Life's Far-Flung Raw Materials; July 1999; Scientific American Magazine; by Bernstein, Sandford, Allamandola; 8 Page(s)
For centuries, comets have imprinted disaster on the human mind. By 400 B.C. Chinese astronomers had sketched 29 varieties of comets, many foretelling calamity. Aristotle's assumption that comets were a warning from the gods gripped Western civilization for two millennia after the heyday of the ancient Greeks. Even at the close of the 20th century, comets and meteors play starring roles in cinematic tales of doom and destruction. The comet threat, it turns out, is not merely mythological. Modern science has revealed that a giant collision probably did in the dinosaurs, and in 1994 human beings nervously watched Comet Shoemaker-Levy 9 smash into Jupiter.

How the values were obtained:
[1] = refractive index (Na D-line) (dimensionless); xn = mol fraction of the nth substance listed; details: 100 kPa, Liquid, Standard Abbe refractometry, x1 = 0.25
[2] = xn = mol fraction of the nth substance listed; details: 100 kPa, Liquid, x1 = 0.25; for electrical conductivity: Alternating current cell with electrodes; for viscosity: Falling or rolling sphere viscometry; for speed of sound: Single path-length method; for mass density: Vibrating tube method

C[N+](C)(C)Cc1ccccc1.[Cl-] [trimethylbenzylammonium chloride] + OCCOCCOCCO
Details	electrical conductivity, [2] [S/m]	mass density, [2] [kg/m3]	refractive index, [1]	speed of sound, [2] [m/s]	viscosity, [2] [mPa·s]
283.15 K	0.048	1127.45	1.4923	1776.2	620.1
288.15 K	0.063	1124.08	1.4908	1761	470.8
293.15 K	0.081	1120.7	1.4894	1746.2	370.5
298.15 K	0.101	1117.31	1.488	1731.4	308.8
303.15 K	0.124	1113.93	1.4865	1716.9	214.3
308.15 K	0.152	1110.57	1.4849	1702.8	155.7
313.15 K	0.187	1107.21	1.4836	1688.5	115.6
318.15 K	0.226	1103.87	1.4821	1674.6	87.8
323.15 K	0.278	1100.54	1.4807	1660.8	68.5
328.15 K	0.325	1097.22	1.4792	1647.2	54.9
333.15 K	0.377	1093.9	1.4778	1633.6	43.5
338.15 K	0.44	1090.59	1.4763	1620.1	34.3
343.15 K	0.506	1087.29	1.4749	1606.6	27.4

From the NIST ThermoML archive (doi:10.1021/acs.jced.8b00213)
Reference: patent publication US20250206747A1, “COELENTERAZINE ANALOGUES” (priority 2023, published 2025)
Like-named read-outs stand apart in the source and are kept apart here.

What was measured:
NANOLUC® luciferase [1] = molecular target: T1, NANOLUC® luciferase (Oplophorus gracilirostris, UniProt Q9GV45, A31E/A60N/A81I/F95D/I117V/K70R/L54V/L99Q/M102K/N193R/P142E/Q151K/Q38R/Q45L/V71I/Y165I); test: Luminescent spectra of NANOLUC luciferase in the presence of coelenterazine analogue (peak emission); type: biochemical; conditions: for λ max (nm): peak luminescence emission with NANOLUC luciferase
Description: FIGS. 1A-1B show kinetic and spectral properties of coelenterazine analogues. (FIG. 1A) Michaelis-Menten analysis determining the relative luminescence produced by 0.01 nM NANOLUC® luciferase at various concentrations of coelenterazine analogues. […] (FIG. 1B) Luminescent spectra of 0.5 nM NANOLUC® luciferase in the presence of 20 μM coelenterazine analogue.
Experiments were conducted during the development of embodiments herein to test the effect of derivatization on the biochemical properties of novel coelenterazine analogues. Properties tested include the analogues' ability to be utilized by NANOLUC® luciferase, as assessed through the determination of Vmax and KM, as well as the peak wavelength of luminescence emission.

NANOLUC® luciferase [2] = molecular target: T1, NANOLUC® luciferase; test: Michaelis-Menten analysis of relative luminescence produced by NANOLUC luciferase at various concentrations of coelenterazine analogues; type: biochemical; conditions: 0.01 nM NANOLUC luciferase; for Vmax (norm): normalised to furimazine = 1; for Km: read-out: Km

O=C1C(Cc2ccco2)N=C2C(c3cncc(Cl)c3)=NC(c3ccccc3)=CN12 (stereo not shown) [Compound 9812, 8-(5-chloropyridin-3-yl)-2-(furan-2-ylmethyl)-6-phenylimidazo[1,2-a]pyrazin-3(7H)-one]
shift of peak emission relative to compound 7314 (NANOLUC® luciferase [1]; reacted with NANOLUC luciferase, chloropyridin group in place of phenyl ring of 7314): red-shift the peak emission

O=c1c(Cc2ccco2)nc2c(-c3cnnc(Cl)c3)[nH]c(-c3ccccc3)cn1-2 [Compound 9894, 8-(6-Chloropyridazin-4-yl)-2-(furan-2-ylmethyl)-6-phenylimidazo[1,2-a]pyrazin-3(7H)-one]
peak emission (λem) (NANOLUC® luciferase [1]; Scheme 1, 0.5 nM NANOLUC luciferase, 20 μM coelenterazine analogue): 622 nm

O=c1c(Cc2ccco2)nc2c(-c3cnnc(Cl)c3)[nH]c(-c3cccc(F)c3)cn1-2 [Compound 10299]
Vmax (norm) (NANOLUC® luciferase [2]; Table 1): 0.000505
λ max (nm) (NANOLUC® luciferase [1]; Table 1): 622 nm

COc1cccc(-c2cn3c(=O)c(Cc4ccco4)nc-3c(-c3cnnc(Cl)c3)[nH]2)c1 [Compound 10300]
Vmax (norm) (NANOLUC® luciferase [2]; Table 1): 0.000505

In light of their ominous reputation, it is ironic to consider that such far-flung space debris might be responsible for making Earth the pleasant, life-covered planet it is today. Since the early 1960s, space scientists have speculated that comets and other remnants of solar system formation hauled in gas and water molecules and that these components provided the atmosphere and oceans that made the planet habitable. A growing number of investigators, including our team at the Astrochemistry Laboratory at the National Aeronautics and Space Administration Ames Research Center, now believe that some important raw materials needed to build life also hitched a ride from space. Some of these extraterrestrial organic molecules formed leaky capsules that could have housed the first cellular processes. Other molecules could have absorbed part of the sun's ultraviolet radiation, thereby sheltering less hardy molecules, and could have helped convert that light energy into chemical food.